I'll go through all cases here.

Population $N$:
z <- qnorm(1 - (alpha / 2))        # compute the critical z quantile corresponding to the desired confidence level
CIWidth.N <- z * beta.s / sqrt(N)  # compute the half-width of the confidence interval (N=2000 for all parameters)

CIlo.N <- beta - CIWidth.N         # calculate lower limit of CI
CIhi.N <- beta + CIWidth.N         # calculate upper limit of CI

im1.OR_popN <- exp( cbind( OR = beta,  # put it all together and exponentiate
                           `2.5 %` = CIlo.N, 
                           `97.5 %` = CIhi.N ) ) %>% 
  as.data.frame.matrix( . ) %>% 
  mutate( Parameter = rownames( . ) ) %>% 
  select( Parameter, everything() )

Comparing these estimates + limits to those computed earlier I have:

##     Parameter        OR     2.5 %    97.5 %   Parameter        OR     2.5 %    97.5 %
## 1 (Intercept) 0.3082855 0.2492946 0.3794741 (Intercept) 0.3082855 0.3068414 0.3097363
## 2      fruit1 1.2874891 1.0121429 1.6273995      fruit1 1.2874891 1.2806799 1.2943345
## 3      fruit2 0.9159739 0.7543939 1.1079502      fruit2 0.9159739 0.9120491 0.9199156
## 4      fruit3 0.8640049 0.6672064 1.1066674      fruit3 0.8640049 0.8591390 0.8688983
## 5      fruit4 0.8450893 0.6919834 1.0273585      fruit4 0.8450893 0.8413667 0.8488284
## 6        <NA>        NA        NA        NA      fruit5 1.1613271 1.1565738 1.1661000

Here, the original profile (confint()) estimates and limits are shown on the left; the corresponding Z-approximation ($n=N$) limits are on the right. Clearly, the latter intervals are far too small; $N$ is too big. Maybe the more appropriate $n$ to use is the $n_i$ in each level of the fruit factor?

Level $n_i$:
n_i <- table(.df$fruit)                                    # determine the number of cases for each level of `fruit`
fruitlevels <- c(fruit1="durian", fruit2="guava",          # draft a map of factor levels --> contrast labels
                 fruit3="papaya", fruit4="pomegranate", 
                 fruit5="soursop" )

names(n_i) <- mapvalues( names(n_i),                       # rename the table of cases according to that map
                         fruitlevels, names(fruitlevels) )

n_i[["(Intercept)"]] <- mean(n_i)                          # add an `n` for the 'average' case as the 'average'
n_i <- n_i[ match( names(beta.s), names(n_i) ) ]           #     of the `n`s????; rearrange to match beta.s

CIWidth.n_i <- z * beta.s / sqrt(n_i)                      # compute the CI half-width using level-specific `n`s

CIlo.n_i <- beta - CIWidth.n_i                             # calculate the lower confidence limit
CIhi.n_i <- beta + CIWidth.n_i                             # calculate the upper confidence limit

im1.OR_n_i <- exp( cbind( OR = beta,                       # put everything together and exponentiate
                          `2.5 %` = CIlo.n_i, 
                          `97.5 %` = CIhi.n_i ) ) %>% 
  as.data.frame.matrix( . ) %>% 
  mutate( Parameter = rownames( . ) ) %>% 
  select( Parameter, everything() )

Again, I'll compare these to the limits estimated using profile methods:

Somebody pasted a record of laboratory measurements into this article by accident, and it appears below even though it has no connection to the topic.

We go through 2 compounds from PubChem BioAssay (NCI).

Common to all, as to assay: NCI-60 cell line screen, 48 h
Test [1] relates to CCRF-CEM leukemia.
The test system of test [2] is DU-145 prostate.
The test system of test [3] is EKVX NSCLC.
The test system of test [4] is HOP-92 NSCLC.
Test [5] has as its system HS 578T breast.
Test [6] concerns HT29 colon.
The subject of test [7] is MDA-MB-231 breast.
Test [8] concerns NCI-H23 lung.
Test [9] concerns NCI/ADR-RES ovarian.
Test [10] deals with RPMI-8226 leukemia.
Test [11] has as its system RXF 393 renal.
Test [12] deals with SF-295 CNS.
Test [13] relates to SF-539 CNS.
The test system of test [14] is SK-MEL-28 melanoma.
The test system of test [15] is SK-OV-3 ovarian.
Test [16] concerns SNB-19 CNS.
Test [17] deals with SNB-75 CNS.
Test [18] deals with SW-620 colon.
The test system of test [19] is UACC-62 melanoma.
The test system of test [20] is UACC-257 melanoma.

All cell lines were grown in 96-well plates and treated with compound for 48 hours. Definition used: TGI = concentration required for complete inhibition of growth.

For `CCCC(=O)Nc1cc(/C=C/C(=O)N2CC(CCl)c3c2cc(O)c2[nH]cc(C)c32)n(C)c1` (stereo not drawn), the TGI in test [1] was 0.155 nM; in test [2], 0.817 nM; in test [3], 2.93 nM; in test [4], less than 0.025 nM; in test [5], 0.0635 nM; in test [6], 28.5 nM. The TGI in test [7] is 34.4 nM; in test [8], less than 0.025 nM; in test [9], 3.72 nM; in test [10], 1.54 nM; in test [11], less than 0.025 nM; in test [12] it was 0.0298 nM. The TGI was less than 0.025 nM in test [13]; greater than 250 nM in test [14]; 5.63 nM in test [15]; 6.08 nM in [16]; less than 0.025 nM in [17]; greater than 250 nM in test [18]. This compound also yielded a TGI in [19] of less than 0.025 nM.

##     Parameter        OR     2.5 %    97.5 %   Parameter        OR     2.5 %    97.5 %
## 1 (Intercept) 0.3082855 0.2492946 0.3794741 (Intercept) 0.3082855 0.3050658 0.3115392
## 2      fruit1 1.2874891 1.0121429 1.6273995      fruit1 1.2874891 1.2680903 1.3071846
## 3      fruit2 0.9159739 0.7543939 1.1079502      fruit2 0.9159739 0.9081644 0.9238505
## 4      fruit3 0.8640049 0.6672064 1.1066674      fruit3 0.8640049 0.8504203 0.8778065
## 5      fruit4 0.8450893 0.6919834 1.0273585      fruit4 0.8450893 0.8375471 0.8526995
## 6        <NA>        NA        NA        NA      fruit5 1.1613271 1.1519695 1.1707607

Still too narrow! Again, the confint() limits are on the left; the corresponding $n=n_i$ limits are on the right.

I guess in the extreme case, $n=1$. I'll try that.

Singular $n$:
CIWidth.1 <- z * beta.s / sqrt(1)                  # compute the half-width of the confidence interval using n=1

CI.lo1 <- beta - CIWidth.1                         # calculate the lower confidence limit
CI.hi1 <- beta + CIWidth.1                         # calculate the upper confidence limit

im1.OR_1 <- exp( cbind( OR = beta,                 # put everything together and exponentiate
                        `2.5 %` = CI.lo1, 
                        `97.5 %` = CI.hi1 ) ) %>% 
  as.data.frame.matrix( . ) %>% 
  mutate( Parameter = rownames( . ) ) %>% 
  select( Parameter, everything() )

One last time! Compare:

##     Parameter        OR     2.5 %    97.5 %   Parameter        OR     2.5 %   97.5 %
## 1 (Intercept) 0.3082855 0.2492946 0.3794741 (Intercept) 0.3082855 0.2498973 0.380316
## 2      fruit1 1.2874891 1.0121429 1.6273995      fruit1 1.2874891 1.0156684 1.632056
## 3      fruit2 0.9159739 0.7543939 1.1079502      fruit2 0.9159739 0.7559328 1.109898
## 4      fruit3 0.8640049 0.6672064 1.1066674      fruit3 0.8640049 0.6711598 1.112260
## 5      fruit4 0.8450893 0.6919834 1.0273585      fruit4 0.8450893 0.6936808 1.029545
## 6        <NA>        NA        NA        NA      fruit5 1.1613271 0.9667092 1.395126

Much closer; now the CIs are just barely too wide, and appear to be slightly up-shifted.

To reiterate my questions:

  1. Is $N=1$ the way to go here? If so, why is that the case? My intuition is that $N$ might be the number of cases falling into the particular category for which the estimate is being made.
  2. If $N=1$ is not the way to go, where am I going wrong?

(If you've made it this far, thank you for reading!)

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  • $\begingroup$ The profile likelihood based intervals are supposed to be different from the Wald intervals so any resemblance is happenstance. $\endgroup$ – mdewey Apr 28 '18 at 13:14
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  1. Yes. You’re not estimating the variance of the parameter from the variance of a sample, you already have the variance of the parameter. That’s why N = 1 seems about right. You don't need to divide the variance by the square root of the sample size in this case. The rest of the difference is simply due to differences between the likelihood profiles and the Z score approximation.

There is some discussion about whether a t distribution is better than the Z distribution in this case. See this crossvalidated question for a comparison of the Z test you use with using a t distribution. With a t distribution the confidence limits will be wider with a smaller sample size.

You’d have to “roll your own” profile method to get profile intervals on the 5th fruit parameter – IMO the Z approximations are good enough.